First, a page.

Investment property, credit cards, old smartphones: This week’s best banking news

By Polly Fleeting ·
  • A quarter of Aussies keen to snag an investment property despite the pandemic 
  • How switching credit cards could save Australians $2.1 billion 
  • Unused smartphones in Australia equate to $7.8 billion, says EBay 
  • Meet Azimo! The new international money transfer fintech 
  • How to lower your energy bill before summer 
  • Suncorp says goodbye to foreign exchange fees 

All in this week’s best banking news: editor’s pick. 

Investment properties: One in four Aussies eager to buy in current climate  

Despite the economic impacts of the global pandemic, Australians are still keen to get a foothold in the investment property market. 

In fact, a new ING survey of 2,075 Aussies found that 44% saw property as the most solid investment option. Plus, it revealed that 26% say now is a prime time to buy. 

And a bunch of young potential home buyers were among the pack. A quarter of millennial respondents indicated they were saving for a property and half were positive about their chances due to low home loan interest rates and a dip in house prices. 

Read full article:
One in four Australians eager to buy investment property, despite recession for comments from ING’s head of home loans, Julie-Anne Bosich.

Australians could pocket $2.1 billion by changing credit cards 

Fresh Mozo data has revealed that if Aussie credit card users switched their high rate card to the market-leading low rate option, we’d collectively save $2.1 billion. 

Our team crunched the numbers and found that the highest credit card rate on the Mozo database, 24.99%, is a massive 17.50% than the lowest rate on offer.  

“At a time when travel linked rewards on high interest rate credit cards largely grounded due to the pandemic, getting value through this premium card category has become more challenging,” Mozo Director, Kirsty Lamont said. 

“So if you’re carrying a balance forward on your premium credit card, you're not missing out on much at the moment by switching to a leading low rate card and reducing your monthly repayments.”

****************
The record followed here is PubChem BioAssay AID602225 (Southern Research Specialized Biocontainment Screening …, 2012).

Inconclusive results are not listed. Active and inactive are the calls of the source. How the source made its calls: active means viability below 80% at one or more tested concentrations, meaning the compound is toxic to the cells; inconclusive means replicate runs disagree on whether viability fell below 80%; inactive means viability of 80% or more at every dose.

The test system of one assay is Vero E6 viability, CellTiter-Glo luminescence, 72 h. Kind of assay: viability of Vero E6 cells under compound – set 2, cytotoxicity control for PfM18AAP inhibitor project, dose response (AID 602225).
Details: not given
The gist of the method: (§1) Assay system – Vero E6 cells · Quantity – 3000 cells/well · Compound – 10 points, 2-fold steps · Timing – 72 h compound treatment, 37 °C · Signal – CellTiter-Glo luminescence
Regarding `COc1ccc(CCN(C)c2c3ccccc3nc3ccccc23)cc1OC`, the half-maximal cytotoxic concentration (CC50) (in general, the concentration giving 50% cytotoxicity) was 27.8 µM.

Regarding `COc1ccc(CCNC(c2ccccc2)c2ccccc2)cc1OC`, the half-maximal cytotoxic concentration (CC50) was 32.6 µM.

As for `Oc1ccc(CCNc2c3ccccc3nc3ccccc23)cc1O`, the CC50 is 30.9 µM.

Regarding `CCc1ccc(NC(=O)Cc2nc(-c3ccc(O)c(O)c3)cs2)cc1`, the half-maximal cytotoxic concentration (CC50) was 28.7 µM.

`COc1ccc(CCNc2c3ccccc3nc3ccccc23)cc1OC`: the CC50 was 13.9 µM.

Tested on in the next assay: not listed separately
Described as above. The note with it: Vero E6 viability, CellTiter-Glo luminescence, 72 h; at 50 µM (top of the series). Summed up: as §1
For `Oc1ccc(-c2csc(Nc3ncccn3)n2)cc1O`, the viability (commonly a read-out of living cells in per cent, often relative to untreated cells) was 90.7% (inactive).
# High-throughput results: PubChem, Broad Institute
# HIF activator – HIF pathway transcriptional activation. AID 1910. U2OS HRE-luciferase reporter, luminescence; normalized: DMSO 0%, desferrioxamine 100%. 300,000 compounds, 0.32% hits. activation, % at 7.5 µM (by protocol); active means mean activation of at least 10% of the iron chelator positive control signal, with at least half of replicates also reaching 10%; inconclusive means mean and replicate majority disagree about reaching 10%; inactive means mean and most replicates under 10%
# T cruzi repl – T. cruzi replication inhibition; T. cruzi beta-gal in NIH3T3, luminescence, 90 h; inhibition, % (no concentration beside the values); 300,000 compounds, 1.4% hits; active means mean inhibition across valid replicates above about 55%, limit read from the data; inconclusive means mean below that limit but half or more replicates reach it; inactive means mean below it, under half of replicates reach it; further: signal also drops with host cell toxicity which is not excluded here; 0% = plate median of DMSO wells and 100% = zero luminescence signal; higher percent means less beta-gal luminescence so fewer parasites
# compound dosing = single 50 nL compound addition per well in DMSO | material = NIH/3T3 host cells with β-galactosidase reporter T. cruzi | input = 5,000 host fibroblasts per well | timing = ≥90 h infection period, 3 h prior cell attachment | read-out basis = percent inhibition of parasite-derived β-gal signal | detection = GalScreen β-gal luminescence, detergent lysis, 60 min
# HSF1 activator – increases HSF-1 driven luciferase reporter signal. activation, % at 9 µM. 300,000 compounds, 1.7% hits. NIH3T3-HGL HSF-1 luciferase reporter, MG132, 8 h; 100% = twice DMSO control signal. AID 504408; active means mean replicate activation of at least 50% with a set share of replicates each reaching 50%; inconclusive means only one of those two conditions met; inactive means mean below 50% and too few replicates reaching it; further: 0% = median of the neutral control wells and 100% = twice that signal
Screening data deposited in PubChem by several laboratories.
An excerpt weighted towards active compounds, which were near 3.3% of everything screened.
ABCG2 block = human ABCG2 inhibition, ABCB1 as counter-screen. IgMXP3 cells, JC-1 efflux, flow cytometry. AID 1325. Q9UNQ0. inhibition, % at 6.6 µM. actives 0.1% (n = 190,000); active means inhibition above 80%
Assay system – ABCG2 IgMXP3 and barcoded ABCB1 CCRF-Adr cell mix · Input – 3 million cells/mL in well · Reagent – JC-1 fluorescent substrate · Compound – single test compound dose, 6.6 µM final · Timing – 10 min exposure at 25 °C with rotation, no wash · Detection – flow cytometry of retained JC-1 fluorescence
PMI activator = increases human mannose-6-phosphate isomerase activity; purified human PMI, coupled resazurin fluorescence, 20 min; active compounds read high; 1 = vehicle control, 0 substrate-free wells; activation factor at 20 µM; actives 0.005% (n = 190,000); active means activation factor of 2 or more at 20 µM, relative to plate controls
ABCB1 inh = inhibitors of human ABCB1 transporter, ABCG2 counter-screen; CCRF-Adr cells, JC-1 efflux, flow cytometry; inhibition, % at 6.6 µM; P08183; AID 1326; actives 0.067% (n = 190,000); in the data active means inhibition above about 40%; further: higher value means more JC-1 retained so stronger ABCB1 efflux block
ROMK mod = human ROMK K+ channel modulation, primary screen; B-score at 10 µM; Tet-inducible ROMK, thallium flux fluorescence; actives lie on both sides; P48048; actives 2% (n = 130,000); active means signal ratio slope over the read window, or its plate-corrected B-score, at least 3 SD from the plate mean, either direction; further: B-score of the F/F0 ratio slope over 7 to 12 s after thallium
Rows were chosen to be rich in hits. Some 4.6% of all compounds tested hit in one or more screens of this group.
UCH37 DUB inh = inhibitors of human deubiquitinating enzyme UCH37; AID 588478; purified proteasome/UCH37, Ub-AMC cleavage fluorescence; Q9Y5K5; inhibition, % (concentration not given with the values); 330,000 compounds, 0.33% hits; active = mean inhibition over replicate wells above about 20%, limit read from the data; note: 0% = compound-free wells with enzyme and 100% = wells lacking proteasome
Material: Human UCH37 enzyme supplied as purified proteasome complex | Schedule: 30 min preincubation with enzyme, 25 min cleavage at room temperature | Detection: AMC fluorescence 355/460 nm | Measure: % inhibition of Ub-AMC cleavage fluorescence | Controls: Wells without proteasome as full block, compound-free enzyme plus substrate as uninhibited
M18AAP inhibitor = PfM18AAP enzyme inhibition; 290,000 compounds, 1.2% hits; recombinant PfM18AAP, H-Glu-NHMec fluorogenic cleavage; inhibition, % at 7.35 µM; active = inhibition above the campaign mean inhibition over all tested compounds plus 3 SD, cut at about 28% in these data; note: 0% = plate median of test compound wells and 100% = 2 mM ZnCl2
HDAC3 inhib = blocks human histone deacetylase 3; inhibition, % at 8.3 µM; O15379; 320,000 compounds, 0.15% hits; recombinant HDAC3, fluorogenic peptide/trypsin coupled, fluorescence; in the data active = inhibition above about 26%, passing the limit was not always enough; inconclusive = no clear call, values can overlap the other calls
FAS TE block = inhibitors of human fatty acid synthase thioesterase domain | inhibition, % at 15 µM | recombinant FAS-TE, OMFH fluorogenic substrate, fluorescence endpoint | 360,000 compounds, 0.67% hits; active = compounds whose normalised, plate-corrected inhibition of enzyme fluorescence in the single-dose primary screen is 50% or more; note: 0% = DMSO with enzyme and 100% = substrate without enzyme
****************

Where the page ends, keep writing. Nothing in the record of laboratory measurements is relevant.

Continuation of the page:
Read full article:
Aussies could save $2.1 billion by switching credit cards and find out the lowest rates on the market right now. 

How old smartphones stack up to $7.8 billion collectively

In Australia, there are 33 million mobile phone connections, according to consumer data researchers at Statista. That’s more phones than people. 

Digital marketplace powerhouse eBay estimates that the total amount of unused smartphones in Ausse households equates to a massive $7.8 billion. 

It says that if people were to sell well-preserved devices they could make $386 or more, rather than trading in for an upgrade. This year, 76,626 second hand smartphones have been sold on eBay so far. 

Read full article:
Do you have an old smartphone sitting in a drawer? It's one in a pile worth $7.8 billion for more stats about what you can do with your old smartphone. 

Australia welcomes new international money transfer fintech, Azimo

This week, digital payments platform Azimo was welcomed onto the Aussie international money transfer scene. 

The UK-based fintech has been operating in Europe since 2012 and now aims to offer Australian customers competitive exchange rates and fast transfer speeds. 

Through the platform, Azimo customers are able to transfer funds to over 200 countries and territories. Plus, it says that most of its transfers will arrive within 24 hours. 

Read full article:
Azimo joins Australian fintechs in fight for cheaper international money transfers for an in-depth rundown of what’s on offer. 

How switching energy providers could save you hundreds this summer

Ever heard of a default offer or market offer on your electricity bill? If not, it’s something to know about. 

A default offer refers to the highest amount an energy retailer can charge a customer for electricity. While on the other hand, a market offer is an energy plan advertised by a retailer which includes things like discounts and incentives, so is often cheaper. 

The good news is that the Australian Competition and Consumer Commission (ACCC) found that out of the 1.5 million electricity bills in Australia, there are less households on default offers. However, if you are one of the minority, you may want to make the switch.   

“We often talk about the lazy tax and how much extra it could be costing Aussies who don’t make the effort to shop around on households expenses, like their energy bill,” said Mozo Director, Kirsty Lamont. 

“Recent Mozo research found that in New South Wales alone, switching from the average to the cheapest electricity plan could save households $286 a year.”

Read full article:
Electricity bills: How to switch and save before summer hits for more on electricity rates and fees, and to see what discounts are available right now. 

Suncorp cuts foreign exchange fees on its bank account product 

Last weekend, major bank Suncorp said adios to its 3.00% foreign exchange fee on its Everyday Options account. 

While it’s unlikely you’ll be able to use your debit card overseas any time soon, it does still come in handy if you tend to shop on international websites. 

Suncorp joined a crew of banks that already offer bank accounts without this fee, including Up, HSBC and Citi. 

Read full article:
ICYMI: Suncorp has cut fees, including for foreign exchange to weigh up other bank account options without foreign exchange fees.

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